South Central WI Archive
  • Northeast Wisconsin
  • January 2010
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Healthy Harmonized You — The gift blanket, potlatch and the sweat lodge

Throughout America we reserve the end of the year for gratitude and gift-giving traditions, though gifting is common to many cultures. Our holiday for recognizing it is Christmas. It is a revered holiday period acknowledged throughout the world, where on the one hand we remember one of the most important births in history: that of Christ Jesus. On the other hand this season in the US, at least, has been a much commercialized time of the year. The season is the bread and butter of many businesses. It is encouraged here for people to buy local gifts and crafts, and items made in America. We turn now to a sacred aspect inherent in the giving and receiving process expressed in the Gift Blanket Giveaway, a Native American ritual many communities celebrated faithfully dating back centuries. “One of the very common practices of virtually every American Indian nation is some form of what is called otuhan in Lakota and in English “a giveaway.” Ritual is what helps build trust and faith when people get together to gather and share what they have in community celebrations, expressing simply the generosity of one to another.

The gift blanket is where gifts are brought to share with others, and connected with a celebration. These celebrations were, and are, held for a variety of reasons most usually celebrating a wedding or marriage union, a birth or even for a memorial or burial ceremony. A potlatch is often a given/shared in many of these gatherings. The social, religious and economic significance was a major part of this celebration for often combined purposes including a show of wealth, power, competition and peace, and often hosted by those members of the tribe or society with surplus of food and supplies. Often more than one clan would share in the tribal event and share in the giving and receiving of the bounty.

I was first introduced to this gift blanket ritual celebration at a Pow Wow at Madison Area Technical College. Then a potlatch after a sacred sweat lodge ceremony where a prayer ritual was common; in fact, the reason for such a ceremony was often done as a healing ritual for all participating in it or for a specific member of the community needing a special healing, then referred to as a medicine sweat lodge. A potlatch or meal would follow most sweat lodge rituals. In the late 20th century after experiencing many sweats, we included it in a celebration and learning weekend experience called the Mother Earth Festival Gathering. A sweat lodge and gift blanket ceremony became key elements of the event held every Memorial Day weekend.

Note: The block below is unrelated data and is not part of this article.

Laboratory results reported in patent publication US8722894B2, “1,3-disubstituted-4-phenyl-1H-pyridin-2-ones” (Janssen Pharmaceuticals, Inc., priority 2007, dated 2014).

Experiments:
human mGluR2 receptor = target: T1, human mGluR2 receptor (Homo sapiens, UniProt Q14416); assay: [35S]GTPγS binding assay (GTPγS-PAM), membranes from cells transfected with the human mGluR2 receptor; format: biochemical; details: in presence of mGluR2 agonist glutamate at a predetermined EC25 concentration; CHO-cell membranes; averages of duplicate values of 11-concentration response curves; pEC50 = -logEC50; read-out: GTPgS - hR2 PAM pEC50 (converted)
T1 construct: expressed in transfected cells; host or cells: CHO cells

This historic ritual became very meaningful and important for us as we facilitated many in ritual. For many, it was their first exposure and rite of passage significance. Mother Earth Festival Gathering had as many as four sweat lodge prayer rituals all occurring Saturday evening, beginning at sunset or sometimes a sunrise sweat Sunday morning. Creating the sacred container of the lodge was a learning process built from scratch where the fire pit was created along with an altar and the lodge setup each year. Volunteers would gather, the stone elders (softball or larger sized stones) placed in the pit and they would cook in the fire while the lodge was being constructed, tying the willows, covering with canvas and other breathable material, creating tobacco prayer ties and everyone that wanted to would enter the lodge with the door facing toward the east, representing new beginnings. Many other workshops were offered and vegetarian meals were shared.

The crowning event to close the gathering was the Gift Blanket Giveaway ritual shared by attendees who were encouraged to bring something meaningful to the ritual that had served its purpose from their lives or something purchased for the occasion and they were ready to gift to another. We would gather in sacred circle and sing and share dance movement and settle in around the blanket of gifts — some wrapped, others not. The final song goes like this, “From you I receive to you I give, together we share, from this we live…” and after a moment of reverent silence we would begin the giveaway; each in turn beginning with the youngest would take the rattle and circle the blanket as drumming and singing would continue, then picking a gift off the blanket. The gratitude process was finding the person who placed it there and sharing a gratitude moment, a shared hug and passing the rattle to the giver. This process would continue with a sense of expectation and grace until all were served and special moments were shared. This was a memorable closing ceremony to a terrific transformational and educational weekend experience, followed by a great final meal shared by all.

We often still get together and share the Gift Blanket Ceremony around the winter solstice.


Reference: “From Sacred Giving and Receiving.” Joseph Bruchac.

Ken-Adi Ring

Author Ken-Adi Ring, LMT, CHt, CI: National Guild of Hypnotists (NGH) International Association of Counselors and Therapists (IACT) member, Certified Hypnotherapist and Instructor, Senior Certified Massage-Bodywork Therapist/Instructor and Certified Yoga/Meditation Instructor; Ken-Adi Ring has traveled and taught internationally. A Reiki Master Teacher, he has maintained a thriving professional practice since 1975, trained in multiple disciplines.

Ken-Adi Ring, LMT, CH CI, has practiced and taught yoga, pranayama and meditation since 1974. He celebrates 40 years as a massage therapist and a hypnotherapist for most of 21st century, and can be reached at 608-256-0080, [email protected] or www.wellife.org.

Website: www.wellife.org
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